Android Wear 2.0 gets a tiny keyboard, standalone apps and more

Android Wear 2.0

Android Wear hasn’t really gotten a major overhaul in the 2 years since its release, largely sticking to the same UI and features. That’s all set to change now with the introduction of version 2 of the software at Google’s I/O event, adding a number of new features focusing on aspects like messaging and fitness.

In welcome news for iPhone users, Android Wear watches can now work independently of paired smartphones thanks to the inclusion of standalone apps. The new system makes sure any application can access the internet directly over Wi-Fi, Bluetooth or cellular without depending on Data Layer APIs.

Eliminating this reliance basically means that apps can offer the same features whether the smartwatch is paired with an iPhone or Android device. It further allows tools to supply full functionality even when the paired handset is at a distance or switched off. Another mark of independence comes in the form of a swipeable keyboard and handwriting recognition.

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Tapping away on such a tiny keyboard could take some getting used to, but is still a pretty nifty function to have. The new smart replies feature should make things a bit easier for when a generic answer will suffice. Android Wear 2.0 also brings in a revamped system UI with a fresh notification design, darker color palette and app launcher.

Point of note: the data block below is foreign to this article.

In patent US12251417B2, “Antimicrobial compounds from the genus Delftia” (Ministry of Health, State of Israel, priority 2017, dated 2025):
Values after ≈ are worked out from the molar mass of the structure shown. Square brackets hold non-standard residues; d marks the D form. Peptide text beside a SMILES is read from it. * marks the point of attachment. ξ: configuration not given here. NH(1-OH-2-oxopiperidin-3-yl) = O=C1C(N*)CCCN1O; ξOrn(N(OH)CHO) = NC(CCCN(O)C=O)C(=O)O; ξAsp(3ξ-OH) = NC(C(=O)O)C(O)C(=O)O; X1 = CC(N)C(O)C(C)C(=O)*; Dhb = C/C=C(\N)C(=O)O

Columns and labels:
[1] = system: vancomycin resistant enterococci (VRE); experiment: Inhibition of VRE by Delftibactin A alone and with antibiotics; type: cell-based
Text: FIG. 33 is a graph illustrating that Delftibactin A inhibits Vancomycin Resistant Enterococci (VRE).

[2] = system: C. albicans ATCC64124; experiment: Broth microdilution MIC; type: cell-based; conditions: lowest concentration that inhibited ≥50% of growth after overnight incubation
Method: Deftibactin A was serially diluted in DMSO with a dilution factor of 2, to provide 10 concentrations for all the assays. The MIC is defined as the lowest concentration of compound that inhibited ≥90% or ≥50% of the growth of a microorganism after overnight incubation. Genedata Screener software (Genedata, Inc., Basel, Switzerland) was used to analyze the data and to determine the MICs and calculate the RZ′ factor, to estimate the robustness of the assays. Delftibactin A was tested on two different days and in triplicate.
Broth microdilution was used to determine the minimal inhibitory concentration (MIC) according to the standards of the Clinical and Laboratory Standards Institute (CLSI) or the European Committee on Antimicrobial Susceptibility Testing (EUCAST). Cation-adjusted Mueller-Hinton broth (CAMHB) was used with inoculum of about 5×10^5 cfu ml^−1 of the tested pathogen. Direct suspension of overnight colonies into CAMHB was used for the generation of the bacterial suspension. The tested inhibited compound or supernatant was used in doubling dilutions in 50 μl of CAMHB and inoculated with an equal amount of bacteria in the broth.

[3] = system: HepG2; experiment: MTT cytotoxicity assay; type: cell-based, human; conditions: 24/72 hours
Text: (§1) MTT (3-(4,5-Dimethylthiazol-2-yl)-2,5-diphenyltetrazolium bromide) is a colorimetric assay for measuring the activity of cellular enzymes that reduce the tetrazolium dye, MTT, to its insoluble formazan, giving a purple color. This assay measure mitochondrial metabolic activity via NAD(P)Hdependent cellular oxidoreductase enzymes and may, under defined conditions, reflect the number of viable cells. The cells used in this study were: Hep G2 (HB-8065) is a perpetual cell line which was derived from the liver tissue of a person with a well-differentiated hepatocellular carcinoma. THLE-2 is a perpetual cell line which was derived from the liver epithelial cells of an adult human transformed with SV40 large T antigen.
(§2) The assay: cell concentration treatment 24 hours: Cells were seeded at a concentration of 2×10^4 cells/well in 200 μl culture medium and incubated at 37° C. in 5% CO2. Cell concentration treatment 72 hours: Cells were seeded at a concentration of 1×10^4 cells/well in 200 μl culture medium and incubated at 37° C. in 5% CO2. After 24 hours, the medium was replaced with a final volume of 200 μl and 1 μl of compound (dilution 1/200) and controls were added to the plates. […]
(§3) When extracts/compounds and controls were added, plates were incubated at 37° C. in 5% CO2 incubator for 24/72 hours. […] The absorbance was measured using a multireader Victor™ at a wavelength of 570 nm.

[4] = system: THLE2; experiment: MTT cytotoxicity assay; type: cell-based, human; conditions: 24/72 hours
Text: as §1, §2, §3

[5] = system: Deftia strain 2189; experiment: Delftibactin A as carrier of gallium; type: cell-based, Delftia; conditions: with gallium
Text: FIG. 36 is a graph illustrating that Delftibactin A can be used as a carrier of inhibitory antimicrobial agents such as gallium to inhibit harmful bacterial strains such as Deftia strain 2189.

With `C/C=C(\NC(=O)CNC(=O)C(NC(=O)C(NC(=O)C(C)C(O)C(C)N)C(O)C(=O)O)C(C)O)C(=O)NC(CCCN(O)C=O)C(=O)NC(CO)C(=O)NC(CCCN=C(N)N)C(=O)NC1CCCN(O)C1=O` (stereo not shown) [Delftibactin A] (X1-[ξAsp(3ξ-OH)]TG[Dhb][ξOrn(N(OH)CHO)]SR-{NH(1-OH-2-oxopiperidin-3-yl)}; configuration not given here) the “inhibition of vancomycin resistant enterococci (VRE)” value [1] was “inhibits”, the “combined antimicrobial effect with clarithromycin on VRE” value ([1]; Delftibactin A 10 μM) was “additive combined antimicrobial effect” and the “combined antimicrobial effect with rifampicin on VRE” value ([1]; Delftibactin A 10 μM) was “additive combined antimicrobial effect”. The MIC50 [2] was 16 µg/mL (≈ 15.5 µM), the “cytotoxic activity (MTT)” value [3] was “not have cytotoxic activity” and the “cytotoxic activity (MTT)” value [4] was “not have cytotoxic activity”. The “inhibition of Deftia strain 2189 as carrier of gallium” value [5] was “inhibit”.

Google has also made some big leaps in terms of its Fit platform. The service now makes it simpler for apps to utilize health data and detect activities faster. The brand claims that apps will now be able to automatically sense when a person starts biking, running or walking. Finally, the software now has support for Android N features like Data Saver and Java 8 Lambda.

Android Wear 2.0 is now available as a Developer Preview and can be downloaded here. Note that it’s still being worked on, so it’s not ready for daily use. The consumer-ready version will be pushed out by fall this year.